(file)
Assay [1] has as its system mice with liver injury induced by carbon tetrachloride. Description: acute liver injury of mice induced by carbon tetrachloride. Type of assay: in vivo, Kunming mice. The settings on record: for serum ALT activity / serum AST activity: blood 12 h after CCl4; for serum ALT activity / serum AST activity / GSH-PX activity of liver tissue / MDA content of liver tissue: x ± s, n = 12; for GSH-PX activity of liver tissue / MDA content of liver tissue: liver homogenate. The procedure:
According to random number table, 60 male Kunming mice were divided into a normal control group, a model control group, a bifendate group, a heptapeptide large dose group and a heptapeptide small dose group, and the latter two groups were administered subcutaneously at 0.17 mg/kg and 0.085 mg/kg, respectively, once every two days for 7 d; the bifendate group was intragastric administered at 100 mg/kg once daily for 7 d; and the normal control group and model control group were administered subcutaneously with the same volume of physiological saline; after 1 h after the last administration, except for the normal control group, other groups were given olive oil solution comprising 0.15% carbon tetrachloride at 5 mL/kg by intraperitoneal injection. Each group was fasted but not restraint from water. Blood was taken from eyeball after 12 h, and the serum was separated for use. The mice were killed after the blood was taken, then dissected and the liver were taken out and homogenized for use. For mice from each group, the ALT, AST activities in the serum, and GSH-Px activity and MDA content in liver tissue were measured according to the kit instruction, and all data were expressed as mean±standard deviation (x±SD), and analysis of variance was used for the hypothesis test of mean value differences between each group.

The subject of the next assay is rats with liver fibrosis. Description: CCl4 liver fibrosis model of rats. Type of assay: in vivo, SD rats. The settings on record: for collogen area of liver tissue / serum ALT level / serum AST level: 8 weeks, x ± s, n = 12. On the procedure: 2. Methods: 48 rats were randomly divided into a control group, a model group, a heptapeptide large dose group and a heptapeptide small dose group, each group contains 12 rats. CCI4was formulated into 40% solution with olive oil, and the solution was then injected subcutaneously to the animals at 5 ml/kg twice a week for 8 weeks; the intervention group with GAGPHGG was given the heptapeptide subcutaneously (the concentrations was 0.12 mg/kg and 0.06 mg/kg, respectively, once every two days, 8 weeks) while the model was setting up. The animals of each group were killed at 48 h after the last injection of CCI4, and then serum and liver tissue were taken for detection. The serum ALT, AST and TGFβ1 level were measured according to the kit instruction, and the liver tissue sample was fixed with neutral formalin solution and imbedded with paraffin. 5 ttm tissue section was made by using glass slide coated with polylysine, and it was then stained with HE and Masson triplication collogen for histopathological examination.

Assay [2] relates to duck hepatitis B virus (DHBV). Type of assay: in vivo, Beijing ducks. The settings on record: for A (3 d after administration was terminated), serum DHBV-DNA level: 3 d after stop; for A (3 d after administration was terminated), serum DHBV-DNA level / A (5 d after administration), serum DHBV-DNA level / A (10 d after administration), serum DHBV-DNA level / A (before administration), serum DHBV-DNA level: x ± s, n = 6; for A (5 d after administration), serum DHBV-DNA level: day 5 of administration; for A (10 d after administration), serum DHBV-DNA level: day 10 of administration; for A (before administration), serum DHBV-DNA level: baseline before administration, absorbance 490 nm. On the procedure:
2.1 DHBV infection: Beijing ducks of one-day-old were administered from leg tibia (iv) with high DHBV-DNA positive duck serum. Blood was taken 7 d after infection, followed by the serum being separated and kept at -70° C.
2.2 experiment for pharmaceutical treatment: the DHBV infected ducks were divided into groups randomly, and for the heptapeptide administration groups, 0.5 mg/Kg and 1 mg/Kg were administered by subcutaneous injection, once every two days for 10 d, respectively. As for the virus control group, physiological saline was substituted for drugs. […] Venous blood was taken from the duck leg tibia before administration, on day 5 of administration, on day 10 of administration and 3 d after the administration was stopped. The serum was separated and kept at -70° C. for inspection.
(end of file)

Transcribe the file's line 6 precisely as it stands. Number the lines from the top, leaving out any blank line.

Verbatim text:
2.2 experiment for pharmaceutical treatment: the DHBV infected ducks were divided into groups randomly, and for the heptapeptide administration groups, 0.5 mg/Kg and 1 mg/Kg were administered by subcutaneous injection, once every two days for 10 d, respectively. As for the virus control group, physiological saline was substituted for drugs. […] Venous blood was taken from the duck leg tibia before administration, on day 5 of administration, on day 10 of administration and 3 d after the administration was stopped. The serum was separated and kept at -70° C. for inspection.